Originally Posted by solipsism
In a perfect world we wouldnt, but an inevitable part of civil rights movements is to point out accomplishments from groups of people previously deemed undesirable or incapable in some way by the majority of society.
In 2009 we commended Sonia Sotomayor for being the first Hispanic and third woman appointed to the Supreme Court Justice. I dont think the average person would think pointing this out this achievement is a horrible thing and its surely an inspiration to many that classify themselves as such.
Unless there is some outing or its a a falsified statement I see no problem with someone making this general point to point out the success of a person who belongs to a group trying to achieve social acceptance.
Your comment and others like it are what we can hope for in the future. IOW, these rights should seem so natural that the idea of pointing them out would make us scratch our heads as to why its being stated in the first place.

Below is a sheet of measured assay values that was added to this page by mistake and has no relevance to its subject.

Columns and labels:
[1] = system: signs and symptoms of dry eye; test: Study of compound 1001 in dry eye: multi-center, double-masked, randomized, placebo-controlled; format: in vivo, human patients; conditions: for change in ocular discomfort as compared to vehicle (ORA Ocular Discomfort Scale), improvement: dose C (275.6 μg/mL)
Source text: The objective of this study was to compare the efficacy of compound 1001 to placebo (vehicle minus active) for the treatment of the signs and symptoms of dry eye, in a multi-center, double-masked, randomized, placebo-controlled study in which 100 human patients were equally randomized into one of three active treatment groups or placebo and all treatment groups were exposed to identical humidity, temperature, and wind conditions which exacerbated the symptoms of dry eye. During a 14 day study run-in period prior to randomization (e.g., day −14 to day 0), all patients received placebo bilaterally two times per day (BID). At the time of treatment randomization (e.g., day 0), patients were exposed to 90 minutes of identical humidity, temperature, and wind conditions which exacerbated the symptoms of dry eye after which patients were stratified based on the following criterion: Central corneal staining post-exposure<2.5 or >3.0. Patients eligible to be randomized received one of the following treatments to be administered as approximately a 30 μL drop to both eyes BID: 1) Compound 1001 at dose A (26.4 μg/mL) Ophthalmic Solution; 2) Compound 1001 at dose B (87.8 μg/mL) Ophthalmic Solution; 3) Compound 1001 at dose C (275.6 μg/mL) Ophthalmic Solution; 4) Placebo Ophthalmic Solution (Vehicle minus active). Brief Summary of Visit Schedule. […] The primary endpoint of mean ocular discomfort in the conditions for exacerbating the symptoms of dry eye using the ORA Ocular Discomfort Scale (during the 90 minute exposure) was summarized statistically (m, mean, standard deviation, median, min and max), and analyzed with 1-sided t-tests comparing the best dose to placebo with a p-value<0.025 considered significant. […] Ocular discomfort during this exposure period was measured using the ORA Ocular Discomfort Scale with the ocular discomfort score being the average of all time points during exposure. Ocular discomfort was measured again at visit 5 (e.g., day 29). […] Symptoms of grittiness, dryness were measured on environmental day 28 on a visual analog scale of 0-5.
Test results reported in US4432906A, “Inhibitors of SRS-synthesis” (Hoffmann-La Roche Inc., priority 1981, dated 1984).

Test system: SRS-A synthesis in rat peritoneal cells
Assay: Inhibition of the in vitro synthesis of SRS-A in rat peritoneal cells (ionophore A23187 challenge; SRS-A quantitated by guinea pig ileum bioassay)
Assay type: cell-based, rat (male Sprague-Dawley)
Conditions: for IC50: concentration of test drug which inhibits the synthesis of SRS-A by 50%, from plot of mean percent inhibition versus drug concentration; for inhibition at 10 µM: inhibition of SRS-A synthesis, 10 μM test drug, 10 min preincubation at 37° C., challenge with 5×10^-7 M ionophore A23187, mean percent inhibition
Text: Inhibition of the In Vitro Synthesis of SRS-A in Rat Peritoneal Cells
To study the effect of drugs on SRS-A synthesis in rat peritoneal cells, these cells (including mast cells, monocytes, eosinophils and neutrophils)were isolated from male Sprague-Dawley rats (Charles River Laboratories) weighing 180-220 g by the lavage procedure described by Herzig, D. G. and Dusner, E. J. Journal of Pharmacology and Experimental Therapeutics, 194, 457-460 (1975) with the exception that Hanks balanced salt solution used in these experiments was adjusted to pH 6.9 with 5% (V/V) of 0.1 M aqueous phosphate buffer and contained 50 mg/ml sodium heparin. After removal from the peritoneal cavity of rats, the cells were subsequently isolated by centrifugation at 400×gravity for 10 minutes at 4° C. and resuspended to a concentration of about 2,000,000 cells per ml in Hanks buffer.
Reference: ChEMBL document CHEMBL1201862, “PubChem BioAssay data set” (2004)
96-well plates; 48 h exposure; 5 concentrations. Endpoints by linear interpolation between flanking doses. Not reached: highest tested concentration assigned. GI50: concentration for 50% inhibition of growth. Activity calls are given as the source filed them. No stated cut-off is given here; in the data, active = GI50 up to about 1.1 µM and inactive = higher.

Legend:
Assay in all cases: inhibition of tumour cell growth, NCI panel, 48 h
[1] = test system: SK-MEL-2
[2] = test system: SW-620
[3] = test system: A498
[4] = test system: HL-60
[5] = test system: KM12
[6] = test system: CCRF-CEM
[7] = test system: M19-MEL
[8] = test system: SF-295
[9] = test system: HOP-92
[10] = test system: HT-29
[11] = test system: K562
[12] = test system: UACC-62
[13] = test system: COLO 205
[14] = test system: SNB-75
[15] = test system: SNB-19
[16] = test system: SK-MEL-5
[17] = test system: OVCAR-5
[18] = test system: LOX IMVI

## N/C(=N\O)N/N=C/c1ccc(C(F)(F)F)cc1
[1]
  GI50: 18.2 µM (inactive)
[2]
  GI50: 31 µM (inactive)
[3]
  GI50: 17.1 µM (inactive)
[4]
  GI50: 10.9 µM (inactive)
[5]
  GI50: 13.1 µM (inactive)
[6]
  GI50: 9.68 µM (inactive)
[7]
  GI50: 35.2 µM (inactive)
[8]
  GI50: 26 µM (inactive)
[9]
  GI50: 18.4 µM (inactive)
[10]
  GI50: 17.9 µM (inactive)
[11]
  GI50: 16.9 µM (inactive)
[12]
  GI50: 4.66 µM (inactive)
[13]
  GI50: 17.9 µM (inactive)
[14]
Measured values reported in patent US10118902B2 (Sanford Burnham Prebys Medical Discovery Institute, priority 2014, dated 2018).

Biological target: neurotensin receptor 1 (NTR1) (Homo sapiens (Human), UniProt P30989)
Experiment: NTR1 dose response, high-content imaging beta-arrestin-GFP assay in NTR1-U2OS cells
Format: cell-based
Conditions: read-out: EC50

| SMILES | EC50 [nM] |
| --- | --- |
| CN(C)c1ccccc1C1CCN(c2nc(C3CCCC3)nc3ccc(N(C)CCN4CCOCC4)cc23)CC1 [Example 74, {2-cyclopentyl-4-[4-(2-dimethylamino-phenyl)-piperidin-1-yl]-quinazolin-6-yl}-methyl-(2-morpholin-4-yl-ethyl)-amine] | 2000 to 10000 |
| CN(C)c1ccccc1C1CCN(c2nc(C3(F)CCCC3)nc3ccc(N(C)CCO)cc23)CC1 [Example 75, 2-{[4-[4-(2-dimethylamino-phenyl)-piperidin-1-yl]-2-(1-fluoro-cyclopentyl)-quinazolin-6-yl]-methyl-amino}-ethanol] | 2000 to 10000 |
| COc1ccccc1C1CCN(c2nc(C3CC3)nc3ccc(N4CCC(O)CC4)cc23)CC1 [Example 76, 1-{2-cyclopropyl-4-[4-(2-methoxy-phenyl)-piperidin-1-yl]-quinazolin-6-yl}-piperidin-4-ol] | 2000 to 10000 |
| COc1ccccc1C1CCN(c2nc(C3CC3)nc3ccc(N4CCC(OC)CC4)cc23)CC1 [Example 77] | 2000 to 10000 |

Great piece of Journalism by Dilger.
Why? Because it gives credit where credit is due.
Those magnificent pieces of software and hardware engineering, those beautifully designed objects of communication between fellow human beings of all creeds, colors, and sexual orientations, Apple's genius to be succinct was built from the ground up on inclusiveness and genial conviviality.
Look at an iPhone... ! It just wouldn't be the epochal phone we love, were it not in part gay, and latino, and muslim, and you, and me... I wish the inclusiveness of commoditized beauty could be extended to all and sundry. It already has affected the Military in an outgrowth of civil debate with the repeal of "Don't ask, don't tell". Perhaps a gentle remainder of Apple's secular creed would push the boundary of differential humanity further up the scale of unquestionable normality.
Again, I give full credit for Apple's creative streak to our common humanity. It is foremost not the coming out of a man, but the outing of circumstantial evidence in a trial of insularity.*